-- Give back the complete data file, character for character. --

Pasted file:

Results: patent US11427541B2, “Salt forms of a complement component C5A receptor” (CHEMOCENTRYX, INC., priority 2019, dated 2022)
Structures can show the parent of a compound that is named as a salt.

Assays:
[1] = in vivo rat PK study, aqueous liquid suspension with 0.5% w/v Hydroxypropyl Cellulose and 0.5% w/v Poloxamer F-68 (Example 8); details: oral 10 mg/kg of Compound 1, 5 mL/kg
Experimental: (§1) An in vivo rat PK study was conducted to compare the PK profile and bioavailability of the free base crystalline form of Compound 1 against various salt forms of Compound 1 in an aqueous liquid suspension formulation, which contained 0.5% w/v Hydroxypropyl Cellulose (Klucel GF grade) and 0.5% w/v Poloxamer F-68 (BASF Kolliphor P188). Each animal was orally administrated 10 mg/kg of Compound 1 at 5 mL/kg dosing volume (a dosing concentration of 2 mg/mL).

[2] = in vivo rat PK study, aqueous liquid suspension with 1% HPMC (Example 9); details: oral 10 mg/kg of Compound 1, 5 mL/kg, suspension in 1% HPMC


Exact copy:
Results: patent US11427541B2, “Salt forms of a complement component C5A receptor” (CHEMOCENTRYX, INC., priority 2019, dated 2022)
Structures can show the parent of a compound that is named as a salt.

Assays:
[1] = in vivo rat PK study, aqueous liquid suspension with 0.5% w/v Hydroxypropyl Cellulose and 0.5% w/v Poloxamer F-68 (Example 8); details: oral 10 mg/kg of Compound 1, 5 mL/kg
Experimental: (§1) An in vivo rat PK study was conducted to compare the PK profile and bioavailability of the free base crystalline form of Compound 1 against various salt forms of Compound 1 in an aqueous liquid suspension formulation, which contained 0.5% w/v Hydroxypropyl Cellulose (Klucel GF grade) and 0.5% w/v Poloxamer F-68 (BASF Kolliphor P188). Each animal was orally administrated 10 mg/kg of Compound 1 at 5 mL/kg dosing volume (a dosing concentration of 2 mg/mL).

[2] = in vivo rat PK study, aqueous liquid suspension with 1% HPMC (Example 9); details: oral 10 mg/kg of Compound 1, 5 mL/kg, suspension in 1% HPMC